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Nyquist Frequency Criteria

Date: 08/04/2003 at 21:25:13
From: Paul
Subject: Nyquist Frequency Criteria

I was asked by my professor, "Why do we need two points or samples per 
cycle to define a frequency component in the original data?" I said 
because the Nyquist Frequency Criteria says so. He said yes, but, why? 

I have tried to figure out why the number is 2 but I have had no luck. 
Any explanation would be great.


Date: 08/04/2003 at 22:30:27
From: Doctor Douglas
Subject: Re: Nyquist Frequency Criteria

Hi Paul.

Thanks for writing to the Math Forum.

Suppose you have a 1 kHz sine wave y = A sin(wt).  And you sample this 
wave at EXACTLY 1 kHz (f = 1 kHz = w/(2*pi)).  All of the samples will 
have the same y-value; if you sample at the maximum, all of the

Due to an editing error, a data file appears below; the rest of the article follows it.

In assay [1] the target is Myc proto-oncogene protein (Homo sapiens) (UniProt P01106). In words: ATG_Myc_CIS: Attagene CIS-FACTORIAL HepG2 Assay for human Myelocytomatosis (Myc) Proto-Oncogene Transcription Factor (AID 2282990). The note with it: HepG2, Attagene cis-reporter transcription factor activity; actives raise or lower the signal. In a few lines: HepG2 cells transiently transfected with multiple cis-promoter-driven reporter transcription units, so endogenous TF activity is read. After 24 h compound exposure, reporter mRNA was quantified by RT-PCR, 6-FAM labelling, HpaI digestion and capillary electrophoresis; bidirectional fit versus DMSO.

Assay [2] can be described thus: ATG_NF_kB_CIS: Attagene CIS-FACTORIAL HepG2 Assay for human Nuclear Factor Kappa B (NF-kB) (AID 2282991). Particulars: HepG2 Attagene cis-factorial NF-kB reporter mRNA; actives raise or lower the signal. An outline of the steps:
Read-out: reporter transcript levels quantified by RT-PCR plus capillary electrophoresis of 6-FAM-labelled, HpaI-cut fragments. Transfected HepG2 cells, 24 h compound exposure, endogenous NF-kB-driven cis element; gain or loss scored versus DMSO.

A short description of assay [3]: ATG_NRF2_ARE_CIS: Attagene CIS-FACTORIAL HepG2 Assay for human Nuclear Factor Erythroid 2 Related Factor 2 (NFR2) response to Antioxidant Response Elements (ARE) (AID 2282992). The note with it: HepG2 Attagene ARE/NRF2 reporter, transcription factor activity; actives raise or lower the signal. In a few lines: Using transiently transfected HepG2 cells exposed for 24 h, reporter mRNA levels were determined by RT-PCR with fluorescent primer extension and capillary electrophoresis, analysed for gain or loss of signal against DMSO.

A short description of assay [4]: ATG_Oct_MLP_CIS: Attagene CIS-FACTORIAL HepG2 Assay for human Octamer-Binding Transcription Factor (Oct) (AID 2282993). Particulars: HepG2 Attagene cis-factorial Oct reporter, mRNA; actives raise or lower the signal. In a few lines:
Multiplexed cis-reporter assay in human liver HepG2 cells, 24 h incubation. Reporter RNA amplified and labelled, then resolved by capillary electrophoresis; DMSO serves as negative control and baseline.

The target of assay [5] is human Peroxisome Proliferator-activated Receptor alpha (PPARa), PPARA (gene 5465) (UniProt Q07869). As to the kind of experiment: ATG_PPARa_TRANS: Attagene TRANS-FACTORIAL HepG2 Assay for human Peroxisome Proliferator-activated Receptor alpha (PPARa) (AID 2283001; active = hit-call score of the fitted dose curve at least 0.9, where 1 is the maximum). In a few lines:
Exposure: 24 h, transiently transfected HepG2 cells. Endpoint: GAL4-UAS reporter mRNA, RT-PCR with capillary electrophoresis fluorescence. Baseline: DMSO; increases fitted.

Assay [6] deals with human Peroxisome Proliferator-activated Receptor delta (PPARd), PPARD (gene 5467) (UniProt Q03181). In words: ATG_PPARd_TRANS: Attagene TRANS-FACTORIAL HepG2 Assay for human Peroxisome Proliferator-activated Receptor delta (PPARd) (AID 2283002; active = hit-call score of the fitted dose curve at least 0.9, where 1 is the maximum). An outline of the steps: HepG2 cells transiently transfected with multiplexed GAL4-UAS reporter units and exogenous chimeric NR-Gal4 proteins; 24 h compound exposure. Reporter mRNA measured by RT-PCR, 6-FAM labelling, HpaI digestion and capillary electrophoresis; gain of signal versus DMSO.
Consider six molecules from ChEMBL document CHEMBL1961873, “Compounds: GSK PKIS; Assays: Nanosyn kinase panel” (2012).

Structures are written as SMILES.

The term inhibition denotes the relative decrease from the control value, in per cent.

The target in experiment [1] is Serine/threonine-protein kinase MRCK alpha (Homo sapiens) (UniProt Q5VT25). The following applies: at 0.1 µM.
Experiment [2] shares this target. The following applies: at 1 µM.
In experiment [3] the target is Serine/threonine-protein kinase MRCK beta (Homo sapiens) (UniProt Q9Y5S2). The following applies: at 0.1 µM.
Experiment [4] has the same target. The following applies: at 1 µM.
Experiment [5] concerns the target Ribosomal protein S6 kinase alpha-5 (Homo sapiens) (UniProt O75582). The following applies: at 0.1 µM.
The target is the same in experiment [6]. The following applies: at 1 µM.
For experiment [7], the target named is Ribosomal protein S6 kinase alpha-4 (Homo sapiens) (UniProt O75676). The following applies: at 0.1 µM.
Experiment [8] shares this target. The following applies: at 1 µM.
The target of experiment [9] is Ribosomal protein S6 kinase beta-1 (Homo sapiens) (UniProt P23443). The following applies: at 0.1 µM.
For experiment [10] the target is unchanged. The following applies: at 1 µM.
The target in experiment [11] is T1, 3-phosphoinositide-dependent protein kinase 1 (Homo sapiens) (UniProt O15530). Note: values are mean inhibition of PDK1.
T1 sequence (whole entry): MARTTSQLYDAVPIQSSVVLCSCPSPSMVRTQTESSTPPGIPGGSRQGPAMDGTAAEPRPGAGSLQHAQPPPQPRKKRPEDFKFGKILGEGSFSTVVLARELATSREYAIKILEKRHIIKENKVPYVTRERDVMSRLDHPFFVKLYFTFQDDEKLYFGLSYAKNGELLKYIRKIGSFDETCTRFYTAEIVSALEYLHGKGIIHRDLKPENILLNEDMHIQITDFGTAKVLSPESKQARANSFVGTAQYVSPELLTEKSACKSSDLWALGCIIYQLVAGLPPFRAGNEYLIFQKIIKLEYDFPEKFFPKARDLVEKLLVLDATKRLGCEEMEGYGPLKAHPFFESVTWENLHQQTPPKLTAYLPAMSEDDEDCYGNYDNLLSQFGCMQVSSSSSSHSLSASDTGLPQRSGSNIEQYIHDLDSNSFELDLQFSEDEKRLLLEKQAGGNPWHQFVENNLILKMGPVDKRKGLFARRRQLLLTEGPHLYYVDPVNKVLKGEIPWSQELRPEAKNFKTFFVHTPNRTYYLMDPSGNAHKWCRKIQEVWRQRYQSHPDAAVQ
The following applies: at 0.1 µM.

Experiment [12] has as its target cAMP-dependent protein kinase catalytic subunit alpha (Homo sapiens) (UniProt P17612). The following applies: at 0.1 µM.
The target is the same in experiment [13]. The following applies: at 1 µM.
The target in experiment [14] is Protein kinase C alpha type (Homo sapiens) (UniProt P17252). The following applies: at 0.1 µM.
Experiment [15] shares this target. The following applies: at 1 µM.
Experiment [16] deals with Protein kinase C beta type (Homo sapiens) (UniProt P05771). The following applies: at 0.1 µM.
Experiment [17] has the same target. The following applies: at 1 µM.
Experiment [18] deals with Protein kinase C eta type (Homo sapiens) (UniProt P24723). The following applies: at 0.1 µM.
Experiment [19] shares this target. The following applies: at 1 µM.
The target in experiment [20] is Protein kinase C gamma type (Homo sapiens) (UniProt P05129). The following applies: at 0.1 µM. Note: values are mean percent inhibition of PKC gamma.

samples will be y[i] = A.  And if you sample at a zero-crossing, all 
of the samples will be y[i] = 0.  And so on.  Hence there is nothing 
to distinguish the sine wave y = A sin(wt) from a constant function 
y = C.  With only one sample per cycle, one cannot distinguish the 
frequency f = 2*pi*w from the DC (f=0) component.

This is why you need (more than) 2 points per cycle.  Two points are
barely enough, but it's possible with exactly 2 points per cycle to
sample the two zero crossings in each cycle - which, again, is 
indistinguishable from zero.  But if you have more than 2 points
per cycle, then this cannot happen.

- Doctor Douglas, The Math Forum
  http://mathforum.org/dr.math/ 


Date: 08/05/2003 at 00:40:00
From: Paul
Subject: Thank you (Nyquist Frequency Criteria)

Doctor Douglas,

Thanks for your help. What was once clear as mud, is now clear as 
water.

Paul
Associated Topics:
College Physics

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